By SARA ARTHURS
Chances are, you don’t like to be confronted — most people don’t.
So an internationally renowned psychologist who created a nonconfrontational approach to “intervention” with substance abusers came to Findlay to teach others this week.
Robert Meyers, Ph.D., has been in the addiction field for 39 years, with 23 of those at the University of New Mexico.
He developed the Community Reinforcement and Family Training (CRAFT), an evidence-based program used to engage resistant substance abusers to enter treatment. Currently director of Robert J. Meyers, Ph.D. and Associates and a research associate professor emeritus in psychology at the University of New Mexico’s Center on Alcoholism, Substance Abuse and Addiction, he has delivered training in 31 states and 15 countries. He has published more than 100 scientific articles or chapters and co-authored five books and one manual on addiction treatment, including “Get Your Loved One Sober: Alternatives to Nagging, Pleading and Threatening.”
He led a training for family members and professionals at First Presbyterian Church this week, sponsored by the Hancock County Board of Alcohol, Drug Addiction and Mental Health Services. In an interview Wednesday, he said the CRAFT approach teaches “different ways to interact.”
He doesn’t advise yelling, arguing or getting angry.
“Never judge anybody,” Meyers said. “Never lecture anybody.”
He said it is “all about engagement” — engaging the drinker to not only enter treatment, but stay there. The idea is to let the person focus on what they themselves want to do.
He said it’s best if you can get people into treatment sooner, rather than letting things get worse and worse.
CRAFT also looks at when the best time is to talk to the person. Meyers said it is best to approach them when they are more lucid and in a good mood.
Meyers also teaches positive communication skills, so people can talk in an understanding and empathetic way. The idea is to treat people in a way that there are “no judgments” and to try to keep upbeat when they are sober.
One approach might be, if the family member is themselves going to therapy regularly, they might invite the substance abuser to come along for a session.
“This is a process and it’s going to take some time,” Meyers said.
Meyers said his own father was an alcoholic and it caused great stress for his mother, so when he began research as a psychologist, he was looking for ways to help people like her.
He said it was good to see people in Findlay wanting to learn this evidence-based approach.
“It does really work,” he said.
Research studies have found that CRAFT may get 64 to 86 percent of cases into treatment, a higher rate than the Johnson Intervention or Al-Anon, according to an ADAMHS brochure.
Meyers’ research has also looked at the health of the loved ones themselves: their anxiety, depression and anger along with physical symptoms such as headaches or gastrointestinal issues. They’ve found that these subsided after learning this approach. So, he said, even if a wife doesn’t get her husband into treatment, she may reduce her own depression through the training.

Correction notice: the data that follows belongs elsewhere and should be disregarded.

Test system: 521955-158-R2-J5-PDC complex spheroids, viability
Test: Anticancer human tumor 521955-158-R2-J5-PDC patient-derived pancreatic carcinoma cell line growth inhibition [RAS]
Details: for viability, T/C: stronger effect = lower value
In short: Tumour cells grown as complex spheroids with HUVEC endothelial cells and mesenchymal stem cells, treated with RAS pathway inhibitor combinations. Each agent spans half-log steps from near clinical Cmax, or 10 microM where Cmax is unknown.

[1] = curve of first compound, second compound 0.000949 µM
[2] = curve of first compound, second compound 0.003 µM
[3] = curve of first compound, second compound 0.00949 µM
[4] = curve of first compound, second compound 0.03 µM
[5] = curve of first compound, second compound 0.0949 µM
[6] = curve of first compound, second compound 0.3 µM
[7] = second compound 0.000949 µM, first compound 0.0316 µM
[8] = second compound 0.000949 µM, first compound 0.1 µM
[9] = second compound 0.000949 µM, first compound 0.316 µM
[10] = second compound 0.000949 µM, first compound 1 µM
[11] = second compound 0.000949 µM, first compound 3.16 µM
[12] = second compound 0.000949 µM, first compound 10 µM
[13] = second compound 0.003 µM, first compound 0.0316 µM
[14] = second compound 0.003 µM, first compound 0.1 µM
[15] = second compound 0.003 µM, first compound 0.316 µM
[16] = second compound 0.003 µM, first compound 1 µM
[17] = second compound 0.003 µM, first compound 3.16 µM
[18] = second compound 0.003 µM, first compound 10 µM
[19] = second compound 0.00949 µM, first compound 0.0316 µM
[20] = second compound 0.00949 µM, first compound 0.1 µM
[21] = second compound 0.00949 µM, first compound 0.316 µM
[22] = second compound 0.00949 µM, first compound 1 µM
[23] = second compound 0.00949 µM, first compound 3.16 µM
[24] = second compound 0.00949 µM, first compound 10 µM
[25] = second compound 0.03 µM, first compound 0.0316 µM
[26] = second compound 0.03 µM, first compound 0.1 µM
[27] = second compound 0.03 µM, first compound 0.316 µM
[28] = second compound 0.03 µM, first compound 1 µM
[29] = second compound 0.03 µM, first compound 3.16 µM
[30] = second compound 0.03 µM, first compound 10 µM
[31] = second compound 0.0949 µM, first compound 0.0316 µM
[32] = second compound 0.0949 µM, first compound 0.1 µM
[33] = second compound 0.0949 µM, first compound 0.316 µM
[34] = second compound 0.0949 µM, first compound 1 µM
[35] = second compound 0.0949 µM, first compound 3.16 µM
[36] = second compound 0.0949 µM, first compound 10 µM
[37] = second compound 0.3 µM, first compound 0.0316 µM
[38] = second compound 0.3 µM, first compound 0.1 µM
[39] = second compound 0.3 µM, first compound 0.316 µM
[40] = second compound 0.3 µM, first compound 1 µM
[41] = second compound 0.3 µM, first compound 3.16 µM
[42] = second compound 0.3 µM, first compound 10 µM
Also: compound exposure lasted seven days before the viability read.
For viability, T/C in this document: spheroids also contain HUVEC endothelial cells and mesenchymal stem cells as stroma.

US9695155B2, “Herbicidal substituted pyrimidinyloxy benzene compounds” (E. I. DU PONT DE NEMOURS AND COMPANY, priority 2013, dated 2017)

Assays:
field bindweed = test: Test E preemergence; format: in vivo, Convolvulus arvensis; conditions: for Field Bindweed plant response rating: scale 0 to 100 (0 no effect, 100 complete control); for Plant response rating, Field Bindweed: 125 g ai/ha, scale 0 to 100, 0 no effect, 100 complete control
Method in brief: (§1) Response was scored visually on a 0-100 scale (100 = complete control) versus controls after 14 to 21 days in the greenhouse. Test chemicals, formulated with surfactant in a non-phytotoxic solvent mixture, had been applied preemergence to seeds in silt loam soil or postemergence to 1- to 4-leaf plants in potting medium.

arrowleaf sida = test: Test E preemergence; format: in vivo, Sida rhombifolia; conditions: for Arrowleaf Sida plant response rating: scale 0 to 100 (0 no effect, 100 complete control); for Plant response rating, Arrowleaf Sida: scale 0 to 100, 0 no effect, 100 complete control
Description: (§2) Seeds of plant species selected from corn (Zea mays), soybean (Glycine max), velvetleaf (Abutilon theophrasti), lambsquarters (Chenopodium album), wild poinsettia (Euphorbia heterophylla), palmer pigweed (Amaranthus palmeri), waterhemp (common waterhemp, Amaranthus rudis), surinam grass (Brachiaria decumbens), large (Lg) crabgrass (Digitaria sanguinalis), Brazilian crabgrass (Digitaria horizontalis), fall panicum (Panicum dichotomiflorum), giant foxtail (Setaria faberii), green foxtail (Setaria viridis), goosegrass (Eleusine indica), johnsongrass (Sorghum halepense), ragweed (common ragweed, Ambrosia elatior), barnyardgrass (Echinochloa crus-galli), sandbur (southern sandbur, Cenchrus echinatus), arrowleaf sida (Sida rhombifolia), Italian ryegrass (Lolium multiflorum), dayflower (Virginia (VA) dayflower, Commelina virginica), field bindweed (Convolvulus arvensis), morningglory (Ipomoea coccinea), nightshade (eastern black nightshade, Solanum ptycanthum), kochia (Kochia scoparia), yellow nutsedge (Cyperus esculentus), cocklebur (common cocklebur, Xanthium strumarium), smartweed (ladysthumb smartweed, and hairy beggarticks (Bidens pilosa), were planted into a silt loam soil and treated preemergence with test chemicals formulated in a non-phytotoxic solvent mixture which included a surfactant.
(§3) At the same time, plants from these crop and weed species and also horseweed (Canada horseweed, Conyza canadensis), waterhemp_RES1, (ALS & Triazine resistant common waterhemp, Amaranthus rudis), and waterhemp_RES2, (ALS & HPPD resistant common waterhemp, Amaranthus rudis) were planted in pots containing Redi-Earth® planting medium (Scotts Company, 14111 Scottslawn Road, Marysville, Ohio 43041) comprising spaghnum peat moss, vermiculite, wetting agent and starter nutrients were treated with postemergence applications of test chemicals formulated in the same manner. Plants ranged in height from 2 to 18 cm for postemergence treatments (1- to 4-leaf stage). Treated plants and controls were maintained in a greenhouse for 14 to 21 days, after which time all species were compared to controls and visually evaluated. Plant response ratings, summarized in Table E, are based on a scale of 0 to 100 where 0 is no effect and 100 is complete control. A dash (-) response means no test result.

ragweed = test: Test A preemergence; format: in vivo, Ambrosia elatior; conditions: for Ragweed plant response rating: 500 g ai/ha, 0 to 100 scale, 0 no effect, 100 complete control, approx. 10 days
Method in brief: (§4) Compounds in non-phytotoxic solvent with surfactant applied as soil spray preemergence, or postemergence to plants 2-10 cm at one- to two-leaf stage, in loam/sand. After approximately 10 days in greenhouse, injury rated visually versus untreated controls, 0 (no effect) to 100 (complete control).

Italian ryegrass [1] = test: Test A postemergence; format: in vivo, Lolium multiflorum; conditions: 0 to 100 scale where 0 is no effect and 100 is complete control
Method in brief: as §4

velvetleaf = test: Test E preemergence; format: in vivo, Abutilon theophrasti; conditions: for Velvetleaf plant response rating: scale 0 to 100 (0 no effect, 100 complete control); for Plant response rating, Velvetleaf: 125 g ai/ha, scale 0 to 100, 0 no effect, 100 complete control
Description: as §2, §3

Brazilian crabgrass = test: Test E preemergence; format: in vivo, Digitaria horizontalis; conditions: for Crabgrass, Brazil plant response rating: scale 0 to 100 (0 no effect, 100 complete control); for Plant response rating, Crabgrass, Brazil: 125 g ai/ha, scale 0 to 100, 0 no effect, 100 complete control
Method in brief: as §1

Meyers said many family members judge themselves for their loved ones’ drug use, saying things like, “I must have been a bad mother.” He teaches them, “This is not your fault.”
Family members’ self-esteem is often at a very low level, and a goal is to help them empower themselves and take back their own lives.
Meyers said more than 90 percent of attendees at his trainings are women.
“I can’t figure out why,” he said. “I wish I could.”
Whether a substance abuser or not, “No one likes to be confronted,” said Amber Wolfrom, deputy director of the Hancock County ADAMHS Board.
And, Wolfrom said, the person generally already knows their life isn’t the way they want it to be.
“You’re not telling them anything new,” she said.
So it is about engaging the person to seek help. Wolfrom said it’s not contradictory to what ADAMHS already practices.
“It’s another layer of hope and compassion and understanding” for family who try to protect and surround and “engage” the person with the substance abuse, she said.
Misty Gobeil, substance abuse therapist at Century Health and Tree Line, said many family members trying to get their loved ones into treatment say, “I don’t know what to do.” This training will help give them tools they need.
She sees often “the helplessness.” People love their family members, but can no longer support how they are living, she said. And there are so many dilemmas, such as wondering if they give them money for food they are supporting their habit.
Gobeil encouraged a “nonjudgmental stance.” To an outsider, it may seem easy to judge a mother who lets her drug-abusing son live in her home but, as she pointed out, “A mom is going to be a mom forever.”
Jonna Brendle, counselor and clinical manager at A Renewed Mind, said a lot of family members are not sure “where to go” and feel frustrated.
Wolfrom said 36 people attended this week’s session and they represented “a good mix.” Some, like Brendle and Gobeil, are professionals, but others were family members.
Wolfrom found people “energized” by the training.
“What I’m hearing is, ‘Oh, this is how we could do this,'” she said.